SOUTH KINGSTOWN – Magnolia Longworth is 16 and she’s not afraid of anything. No homophobic slurs, no death threats, no judgment of an often insensitive world.
Longworth, a junior at South Kingstown High School, and her friend, Evan Travis, a sophomore, hosted the first PRIDE event in South Kingstown, which will begin with a car parade in Wakefield on Thursday at 3 p.m., followed by a walk from Wakefield Elementary School to Main Street and a short speaking program.
More than 200 people have expressed interest in attending the event, which will feature food vendors, family activities and entertainment. The event is co-sponsored by the Collective, a nonprofit activist organization, and the Wakefield Village Association.
Longworth, who identifies as bisexual, came out in eighth grade. His parents were only support, which perhaps explains his courage today.
“I always thought I was weird, that no one would ever love me,” she said on Wednesday. “My parents said to me, ‘If you’re gay, we love you no matter what.’ They are so proud of me.
At the time, her little brother Henry (now 12) asked her, “So you like girls? and Magnolia said, “Yeah,” and he said, “I like girls too.”
“I remember I had a gay cousin who always voiced his views on gay rights,” she said. “He inspired me. I wanted the world to change and everyone to be what they are.
While Magnolia had unconditional support at home, that wasn’t always the case in the outside world. She was harassed and taunted at school, although she said high school has become more gay friendly in recent years.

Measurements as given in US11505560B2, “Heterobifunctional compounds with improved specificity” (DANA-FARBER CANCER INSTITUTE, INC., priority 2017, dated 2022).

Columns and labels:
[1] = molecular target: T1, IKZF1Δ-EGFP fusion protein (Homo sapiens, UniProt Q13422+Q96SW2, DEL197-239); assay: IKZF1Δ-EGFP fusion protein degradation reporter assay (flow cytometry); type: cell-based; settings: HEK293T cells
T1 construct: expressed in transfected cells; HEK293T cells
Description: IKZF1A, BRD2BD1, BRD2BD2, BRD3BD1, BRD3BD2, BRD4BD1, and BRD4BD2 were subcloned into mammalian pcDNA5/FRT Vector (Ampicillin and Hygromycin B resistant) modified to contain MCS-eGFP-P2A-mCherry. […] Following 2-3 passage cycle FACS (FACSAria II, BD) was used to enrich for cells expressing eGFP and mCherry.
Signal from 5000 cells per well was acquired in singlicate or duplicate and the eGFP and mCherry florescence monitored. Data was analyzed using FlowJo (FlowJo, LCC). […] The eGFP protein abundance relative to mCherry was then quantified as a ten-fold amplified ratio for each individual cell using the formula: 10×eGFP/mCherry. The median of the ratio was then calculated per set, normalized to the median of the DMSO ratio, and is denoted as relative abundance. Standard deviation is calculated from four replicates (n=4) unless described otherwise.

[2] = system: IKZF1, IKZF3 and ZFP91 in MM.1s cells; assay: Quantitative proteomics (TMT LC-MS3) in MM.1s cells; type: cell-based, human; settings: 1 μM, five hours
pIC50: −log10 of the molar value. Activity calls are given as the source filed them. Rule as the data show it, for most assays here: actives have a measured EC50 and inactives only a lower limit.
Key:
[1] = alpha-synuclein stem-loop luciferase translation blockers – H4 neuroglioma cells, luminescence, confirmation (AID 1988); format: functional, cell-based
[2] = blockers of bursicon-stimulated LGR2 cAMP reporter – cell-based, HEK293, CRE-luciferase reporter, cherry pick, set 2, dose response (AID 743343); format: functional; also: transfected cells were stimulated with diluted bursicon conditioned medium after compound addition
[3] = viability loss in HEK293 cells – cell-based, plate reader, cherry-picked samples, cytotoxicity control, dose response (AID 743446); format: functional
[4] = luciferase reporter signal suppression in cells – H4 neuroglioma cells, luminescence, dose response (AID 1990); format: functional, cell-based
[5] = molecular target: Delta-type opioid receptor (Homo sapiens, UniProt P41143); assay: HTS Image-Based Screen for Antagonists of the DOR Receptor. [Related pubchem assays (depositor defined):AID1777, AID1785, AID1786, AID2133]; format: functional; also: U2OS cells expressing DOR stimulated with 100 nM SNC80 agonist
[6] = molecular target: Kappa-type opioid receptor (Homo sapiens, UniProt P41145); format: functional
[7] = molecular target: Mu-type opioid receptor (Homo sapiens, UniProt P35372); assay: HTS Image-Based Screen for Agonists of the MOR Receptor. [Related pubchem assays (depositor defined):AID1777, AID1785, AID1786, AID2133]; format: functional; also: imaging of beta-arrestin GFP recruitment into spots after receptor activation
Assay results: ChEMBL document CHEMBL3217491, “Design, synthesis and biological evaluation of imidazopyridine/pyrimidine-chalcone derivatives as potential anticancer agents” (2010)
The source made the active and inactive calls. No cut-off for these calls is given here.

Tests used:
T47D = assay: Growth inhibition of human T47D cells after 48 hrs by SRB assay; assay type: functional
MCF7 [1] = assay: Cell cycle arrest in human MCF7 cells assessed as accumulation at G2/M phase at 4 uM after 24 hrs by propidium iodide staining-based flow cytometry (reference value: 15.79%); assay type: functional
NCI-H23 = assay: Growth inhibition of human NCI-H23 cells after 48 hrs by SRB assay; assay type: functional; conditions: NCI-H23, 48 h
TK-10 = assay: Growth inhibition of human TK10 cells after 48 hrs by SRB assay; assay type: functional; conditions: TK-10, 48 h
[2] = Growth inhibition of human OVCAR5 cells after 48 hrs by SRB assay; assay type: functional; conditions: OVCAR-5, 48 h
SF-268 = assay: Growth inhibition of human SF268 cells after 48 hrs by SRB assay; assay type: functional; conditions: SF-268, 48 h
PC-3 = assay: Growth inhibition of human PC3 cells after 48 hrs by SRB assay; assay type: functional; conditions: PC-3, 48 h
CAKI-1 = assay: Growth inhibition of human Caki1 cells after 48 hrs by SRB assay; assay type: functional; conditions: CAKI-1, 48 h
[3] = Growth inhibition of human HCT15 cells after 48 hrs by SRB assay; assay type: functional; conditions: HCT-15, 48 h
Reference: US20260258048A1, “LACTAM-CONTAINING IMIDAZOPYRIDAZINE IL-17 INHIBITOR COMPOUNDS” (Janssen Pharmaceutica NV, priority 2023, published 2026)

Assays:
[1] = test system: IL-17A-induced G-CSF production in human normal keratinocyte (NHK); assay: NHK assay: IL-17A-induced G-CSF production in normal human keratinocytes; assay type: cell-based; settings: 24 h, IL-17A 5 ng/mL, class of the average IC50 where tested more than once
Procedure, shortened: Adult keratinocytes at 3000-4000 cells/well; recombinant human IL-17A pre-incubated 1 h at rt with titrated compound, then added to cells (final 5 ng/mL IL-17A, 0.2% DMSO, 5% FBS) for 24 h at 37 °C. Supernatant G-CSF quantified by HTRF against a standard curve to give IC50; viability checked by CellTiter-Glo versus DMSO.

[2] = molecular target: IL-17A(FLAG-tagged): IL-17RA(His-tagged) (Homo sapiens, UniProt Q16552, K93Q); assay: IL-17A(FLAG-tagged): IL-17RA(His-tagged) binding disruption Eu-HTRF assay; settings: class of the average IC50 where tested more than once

She remembers holding a girl’s hand as she walked home and teenagers taunting her and calling her homophobic names.
“I really think we need PRIDE to show the community that we’re here, that you can’t use that against us. We are proud to be gay.
Yet Magnolia was unprepared for the hateful comments posted on a city’s Facebook page while promoting the PRIDE event.
“I was facing death threats from adults,” she said. “They said gays should go to hell and I’m confused about my sexuality. I’m 17 next week and adults are yelling at me. I was afraid to go to Facebook. I was very afraid.”
But she didn’t back down and the page admin took note of the comments.
“I think the only thing I learned from this experience is that I’m not ashamed of who I am,” said Magnolia. “I have a whole community that supports me. There is more love than hate.
Magnolia’s mother, Terri Longworth, said her daughter has been a fighter since she was young.
“She was never shy about doing the right thing, standing up and protecting people,” Longworth said.
In eighth grade, Magnolia received the Gandhi Award from the Center for Non-Violence at the University of Rhode Island. She was honored because she collected a ton of food for the Johnnycake Pantry in South Kingstown.
“I mean Evan played a big part in this event,” Longworth said. “I’m super proud of her. Even through hatred, she never let it bring him down.
Linda Borg covers education for The Journal.